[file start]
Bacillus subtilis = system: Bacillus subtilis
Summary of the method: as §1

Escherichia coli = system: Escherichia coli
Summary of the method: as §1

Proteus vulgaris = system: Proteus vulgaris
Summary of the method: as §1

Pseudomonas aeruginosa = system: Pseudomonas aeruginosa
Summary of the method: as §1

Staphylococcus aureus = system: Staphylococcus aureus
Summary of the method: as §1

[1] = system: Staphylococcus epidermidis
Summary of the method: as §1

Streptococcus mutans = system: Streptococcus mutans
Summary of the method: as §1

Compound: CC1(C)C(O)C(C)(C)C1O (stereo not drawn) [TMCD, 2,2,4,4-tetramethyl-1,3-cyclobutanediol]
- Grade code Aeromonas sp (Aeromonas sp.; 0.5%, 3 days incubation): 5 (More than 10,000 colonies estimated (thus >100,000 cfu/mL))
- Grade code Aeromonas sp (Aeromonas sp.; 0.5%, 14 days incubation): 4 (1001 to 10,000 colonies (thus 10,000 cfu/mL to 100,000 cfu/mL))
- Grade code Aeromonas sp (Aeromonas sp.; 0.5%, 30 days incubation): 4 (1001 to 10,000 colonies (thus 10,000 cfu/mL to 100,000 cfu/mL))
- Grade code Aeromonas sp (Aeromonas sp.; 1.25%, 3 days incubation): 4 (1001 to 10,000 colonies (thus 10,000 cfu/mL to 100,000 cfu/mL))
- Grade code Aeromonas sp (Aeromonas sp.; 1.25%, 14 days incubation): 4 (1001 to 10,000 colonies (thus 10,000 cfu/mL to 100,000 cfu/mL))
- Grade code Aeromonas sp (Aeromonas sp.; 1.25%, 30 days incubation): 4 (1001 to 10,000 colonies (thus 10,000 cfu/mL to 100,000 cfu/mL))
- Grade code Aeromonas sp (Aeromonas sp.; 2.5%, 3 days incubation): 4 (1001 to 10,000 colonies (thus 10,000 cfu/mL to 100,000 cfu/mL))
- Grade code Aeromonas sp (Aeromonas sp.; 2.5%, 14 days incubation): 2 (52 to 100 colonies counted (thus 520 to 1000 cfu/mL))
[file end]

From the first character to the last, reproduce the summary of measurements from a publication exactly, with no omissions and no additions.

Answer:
Bacillus subtilis = system: Bacillus subtilis
Summary of the method: as §1

Escherichia coli = system: Escherichia coli
Summary of the method: as §1

Proteus vulgaris = system: Proteus vulgaris
Summary of the method: as §1

Pseudomonas aeruginosa = system: Pseudomonas aeruginosa
Summary of the method: as §1

Staphylococcus aureus = system: Staphylococcus aureus
Summary of the method: as §1

[1] = system: Staphylococcus epidermidis
Summary of the method: as §1

Streptococcus mutans = system: Streptococcus mutans
Summary of the method: as §1

Compound: CC1(C)C(O)C(C)(C)C1O (stereo not drawn) [TMCD, 2,2,4,4-tetramethyl-1,3-cyclobutanediol]
- Grade code Aeromonas sp (Aeromonas sp.; 0.5%, 3 days incubation): 5 (More than 10,000 colonies estimated (thus >100,000 cfu/mL))
- Grade code Aeromonas sp (Aeromonas sp.; 0.5%, 14 days incubation): 4 (1001 to 10,000 colonies (thus 10,000 cfu/mL to 100,000 cfu/mL))
- Grade code Aeromonas sp (Aeromonas sp.; 0.5%, 30 days incubation): 4 (1001 to 10,000 colonies (thus 10,000 cfu/mL to 100,000 cfu/mL))
- Grade code Aeromonas sp (Aeromonas sp.; 1.25%, 3 days incubation): 4 (1001 to 10,000 colonies (thus 10,000 cfu/mL to 100,000 cfu/mL))
- Grade code Aeromonas sp (Aeromonas sp.; 1.25%, 14 days incubation): 4 (1001 to 10,000 colonies (thus 10,000 cfu/mL to 100,000 cfu/mL))
- Grade code Aeromonas sp (Aeromonas sp.; 1.25%, 30 days incubation): 4 (1001 to 10,000 colonies (thus 10,000 cfu/mL to 100,000 cfu/mL))
- Grade code Aeromonas sp (Aeromonas sp.; 2.5%, 3 days incubation): 4 (1001 to 10,000 colonies (thus 10,000 cfu/mL to 100,000 cfu/mL))
- Grade code Aeromonas sp (Aeromonas sp.; 2.5%, 14 days incubation): 2 (52 to 100 colonies counted (thus 520 to 1000 cfu/mL))